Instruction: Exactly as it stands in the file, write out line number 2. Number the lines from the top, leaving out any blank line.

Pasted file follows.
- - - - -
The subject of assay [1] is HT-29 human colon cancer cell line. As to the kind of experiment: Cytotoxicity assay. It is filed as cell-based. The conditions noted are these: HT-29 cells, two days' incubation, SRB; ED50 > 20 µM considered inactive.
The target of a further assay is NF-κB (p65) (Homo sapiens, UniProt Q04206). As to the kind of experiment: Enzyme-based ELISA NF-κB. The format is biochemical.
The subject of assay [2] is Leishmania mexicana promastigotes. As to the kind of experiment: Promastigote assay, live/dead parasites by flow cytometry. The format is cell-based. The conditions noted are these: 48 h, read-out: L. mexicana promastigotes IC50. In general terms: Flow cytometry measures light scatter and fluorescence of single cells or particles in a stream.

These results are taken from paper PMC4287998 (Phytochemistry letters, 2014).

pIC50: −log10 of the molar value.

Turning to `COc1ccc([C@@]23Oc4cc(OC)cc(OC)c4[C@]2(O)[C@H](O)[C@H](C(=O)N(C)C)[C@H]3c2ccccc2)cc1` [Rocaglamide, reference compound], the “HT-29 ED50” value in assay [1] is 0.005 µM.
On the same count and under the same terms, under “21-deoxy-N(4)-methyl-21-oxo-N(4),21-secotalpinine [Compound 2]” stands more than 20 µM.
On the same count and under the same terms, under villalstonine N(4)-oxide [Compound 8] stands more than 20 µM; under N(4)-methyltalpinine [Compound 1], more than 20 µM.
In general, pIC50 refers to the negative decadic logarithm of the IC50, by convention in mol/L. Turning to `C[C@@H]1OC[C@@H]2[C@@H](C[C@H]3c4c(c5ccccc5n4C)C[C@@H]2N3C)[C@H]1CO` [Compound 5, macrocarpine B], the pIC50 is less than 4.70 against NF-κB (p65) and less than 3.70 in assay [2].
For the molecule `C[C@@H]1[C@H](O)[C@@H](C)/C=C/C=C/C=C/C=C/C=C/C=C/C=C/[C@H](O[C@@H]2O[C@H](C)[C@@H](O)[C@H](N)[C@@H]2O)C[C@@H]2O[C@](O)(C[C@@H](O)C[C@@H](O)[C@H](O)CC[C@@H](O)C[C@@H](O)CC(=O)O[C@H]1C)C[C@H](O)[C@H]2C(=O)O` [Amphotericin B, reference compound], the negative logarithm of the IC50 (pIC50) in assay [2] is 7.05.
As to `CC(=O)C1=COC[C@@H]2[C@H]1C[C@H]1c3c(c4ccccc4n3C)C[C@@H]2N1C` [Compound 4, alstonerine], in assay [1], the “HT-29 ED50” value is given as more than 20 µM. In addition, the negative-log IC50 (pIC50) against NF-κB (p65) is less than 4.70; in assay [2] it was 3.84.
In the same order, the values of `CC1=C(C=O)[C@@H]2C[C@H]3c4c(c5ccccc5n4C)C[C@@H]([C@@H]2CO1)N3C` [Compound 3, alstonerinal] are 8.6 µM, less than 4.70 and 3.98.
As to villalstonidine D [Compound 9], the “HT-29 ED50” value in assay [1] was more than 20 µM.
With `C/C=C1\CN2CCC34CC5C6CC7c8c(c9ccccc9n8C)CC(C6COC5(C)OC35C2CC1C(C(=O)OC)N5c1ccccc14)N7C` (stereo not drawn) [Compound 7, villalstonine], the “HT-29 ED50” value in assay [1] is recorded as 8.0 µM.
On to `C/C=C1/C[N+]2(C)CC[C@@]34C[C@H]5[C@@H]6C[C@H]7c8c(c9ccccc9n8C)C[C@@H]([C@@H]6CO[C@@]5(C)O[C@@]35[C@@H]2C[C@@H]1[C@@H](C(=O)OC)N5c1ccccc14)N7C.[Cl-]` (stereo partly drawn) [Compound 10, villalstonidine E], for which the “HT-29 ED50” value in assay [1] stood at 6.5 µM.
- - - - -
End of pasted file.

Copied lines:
The target of a further assay is NF-κB (p65) (Homo sapiens, UniProt Q04206). As to the kind of experiment: Enzyme-based ELISA NF-κB. The format is biochemical.